Matrix-like layout

I’m trying to do a layout that looks basically like this:

The idea is that there should be two rows, where each element in the upper row corresponds to an element in the lower row (with a “hole” in the sequence where one element from the top row isn’t paired).

In order to get things to line up properly, I thought of:

  • having the pairs in a cluster
  • representing the hole with an invisible node
  • creating potentially invisible arrows between each node in the same row

This works out ok, except for the part where I need one arrow from the bottom row to the top row. This takes a decidely roundabout way, in order to avoid overlapping with the invisible node.

Is there a cleaner, more satisfying way of achieving what I’m trying to do? Here’s the DOT for reference:

digraph {


    subgraph cluster_product {


    subgraph cluster_uuid {

    subgraph cluster_lifted_seller {

    subgraph cluster_seller {

    Start -> FA

    A -> B
    B -> C[style="invis"]
    B -> FD
    C -> D[style="invis"]

    FA -> FB
    FB -> FC
    FC -> FD
    FD -> Goal

Instead of clusters, this uses rank and the group attributes to align nodes.

  • rank=same always (or almost always?) keeps nodes aligned.
  • group=xyz usually keeps nodes aligned.
  • other changes are just cosmetic.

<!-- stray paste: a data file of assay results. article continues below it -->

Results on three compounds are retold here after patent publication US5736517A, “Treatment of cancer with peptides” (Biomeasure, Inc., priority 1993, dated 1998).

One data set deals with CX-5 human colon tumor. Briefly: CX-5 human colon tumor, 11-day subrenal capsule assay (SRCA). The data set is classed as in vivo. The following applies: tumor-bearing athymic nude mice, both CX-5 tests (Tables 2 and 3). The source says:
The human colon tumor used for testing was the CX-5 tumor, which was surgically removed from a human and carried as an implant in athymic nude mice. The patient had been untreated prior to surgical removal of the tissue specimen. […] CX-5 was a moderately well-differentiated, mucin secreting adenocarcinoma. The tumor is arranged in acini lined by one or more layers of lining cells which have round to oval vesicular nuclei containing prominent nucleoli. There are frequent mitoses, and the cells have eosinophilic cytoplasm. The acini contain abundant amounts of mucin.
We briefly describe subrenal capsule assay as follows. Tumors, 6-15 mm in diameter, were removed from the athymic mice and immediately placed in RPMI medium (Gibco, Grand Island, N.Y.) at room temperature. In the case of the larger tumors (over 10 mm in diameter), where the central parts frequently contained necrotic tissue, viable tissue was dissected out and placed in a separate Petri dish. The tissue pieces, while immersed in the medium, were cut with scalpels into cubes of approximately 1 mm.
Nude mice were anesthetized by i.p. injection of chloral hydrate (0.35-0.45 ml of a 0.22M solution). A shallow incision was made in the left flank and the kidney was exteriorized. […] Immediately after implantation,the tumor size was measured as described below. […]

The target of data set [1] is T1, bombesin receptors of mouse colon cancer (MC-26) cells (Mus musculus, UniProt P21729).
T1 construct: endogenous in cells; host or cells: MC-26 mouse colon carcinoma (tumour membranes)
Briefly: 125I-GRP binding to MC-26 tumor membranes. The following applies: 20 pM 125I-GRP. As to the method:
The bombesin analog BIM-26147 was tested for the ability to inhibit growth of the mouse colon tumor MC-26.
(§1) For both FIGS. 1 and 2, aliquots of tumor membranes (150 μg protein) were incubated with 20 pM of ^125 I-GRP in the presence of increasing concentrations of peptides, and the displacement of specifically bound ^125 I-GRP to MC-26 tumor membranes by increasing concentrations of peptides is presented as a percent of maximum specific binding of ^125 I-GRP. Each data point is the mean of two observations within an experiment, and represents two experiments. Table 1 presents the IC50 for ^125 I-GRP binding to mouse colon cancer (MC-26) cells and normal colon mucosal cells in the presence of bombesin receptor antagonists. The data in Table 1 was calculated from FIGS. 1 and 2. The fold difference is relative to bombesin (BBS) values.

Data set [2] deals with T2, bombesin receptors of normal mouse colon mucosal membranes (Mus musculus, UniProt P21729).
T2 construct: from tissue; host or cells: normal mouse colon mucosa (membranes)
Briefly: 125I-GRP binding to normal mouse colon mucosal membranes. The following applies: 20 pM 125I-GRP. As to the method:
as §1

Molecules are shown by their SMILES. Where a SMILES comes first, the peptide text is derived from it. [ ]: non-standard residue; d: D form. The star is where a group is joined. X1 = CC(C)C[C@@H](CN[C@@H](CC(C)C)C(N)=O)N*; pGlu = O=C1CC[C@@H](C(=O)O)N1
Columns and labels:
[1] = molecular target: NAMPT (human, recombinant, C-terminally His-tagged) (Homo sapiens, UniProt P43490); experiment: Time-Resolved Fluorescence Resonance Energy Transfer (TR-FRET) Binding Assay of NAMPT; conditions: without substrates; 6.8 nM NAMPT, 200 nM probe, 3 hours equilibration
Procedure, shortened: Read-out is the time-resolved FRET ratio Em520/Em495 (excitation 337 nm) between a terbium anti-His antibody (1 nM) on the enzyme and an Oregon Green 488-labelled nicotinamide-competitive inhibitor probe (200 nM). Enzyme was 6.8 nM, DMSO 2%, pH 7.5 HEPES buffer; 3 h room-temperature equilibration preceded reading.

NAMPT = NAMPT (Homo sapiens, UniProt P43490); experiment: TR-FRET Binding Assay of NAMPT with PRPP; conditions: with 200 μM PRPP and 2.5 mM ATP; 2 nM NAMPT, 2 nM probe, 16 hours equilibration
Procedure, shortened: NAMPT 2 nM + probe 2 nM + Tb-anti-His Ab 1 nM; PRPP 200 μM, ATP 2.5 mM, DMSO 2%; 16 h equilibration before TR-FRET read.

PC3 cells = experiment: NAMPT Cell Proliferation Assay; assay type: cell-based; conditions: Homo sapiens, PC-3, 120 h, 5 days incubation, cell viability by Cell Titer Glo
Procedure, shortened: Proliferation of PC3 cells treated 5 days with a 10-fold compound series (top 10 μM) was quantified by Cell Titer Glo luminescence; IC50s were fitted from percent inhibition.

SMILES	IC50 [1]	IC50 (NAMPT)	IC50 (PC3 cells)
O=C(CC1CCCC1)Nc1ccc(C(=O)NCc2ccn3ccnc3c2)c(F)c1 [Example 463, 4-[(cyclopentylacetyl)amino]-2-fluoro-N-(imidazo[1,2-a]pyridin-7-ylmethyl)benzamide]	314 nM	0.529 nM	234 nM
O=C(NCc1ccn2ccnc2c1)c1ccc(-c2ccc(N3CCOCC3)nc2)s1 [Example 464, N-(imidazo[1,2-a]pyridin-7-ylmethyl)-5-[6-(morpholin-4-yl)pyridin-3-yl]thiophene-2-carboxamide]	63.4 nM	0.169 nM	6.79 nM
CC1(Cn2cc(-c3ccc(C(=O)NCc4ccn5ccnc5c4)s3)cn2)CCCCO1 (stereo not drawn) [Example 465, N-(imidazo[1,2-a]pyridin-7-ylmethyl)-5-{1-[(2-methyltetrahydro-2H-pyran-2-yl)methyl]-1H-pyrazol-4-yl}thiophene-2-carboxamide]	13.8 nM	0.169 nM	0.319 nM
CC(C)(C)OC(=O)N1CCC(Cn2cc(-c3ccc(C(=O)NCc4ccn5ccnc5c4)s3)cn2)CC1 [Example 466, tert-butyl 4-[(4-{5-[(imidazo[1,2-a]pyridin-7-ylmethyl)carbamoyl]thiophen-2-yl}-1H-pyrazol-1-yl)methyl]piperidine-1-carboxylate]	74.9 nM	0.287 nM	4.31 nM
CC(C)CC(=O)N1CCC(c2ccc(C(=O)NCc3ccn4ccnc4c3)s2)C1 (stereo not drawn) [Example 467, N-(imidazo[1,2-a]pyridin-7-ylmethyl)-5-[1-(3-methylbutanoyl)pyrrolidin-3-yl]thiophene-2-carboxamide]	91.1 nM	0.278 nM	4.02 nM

digraph {
    node [group="upper"]  // try to keep same Y value
    Start FA FB FC FD  Goal
    node [group="lower"]  // try to keep same Y value
    A B D
    { rank=same  // keep same X value
        FA->A [style="invis"]

    { rank=same // keep same X value

    { rank=same // keep same X value

    Start -> FA -> FB -> FC -> FD -> Goal
    A -> B -> FD

That is brilliant, thank you very much!

What’s really needed is a simple layout machine that allows someone to specify how to put notes into a grid (with relative or absolute positions) and then edges are routed in that, in some way. It would be important to preserve grid alignment (and maybe uniformity) but allow enough space to route edges, possibly many edges, with labels, etc. Note that anything like that will be stress-tested by future generations, but it sounds like a good senior independent project for somebody.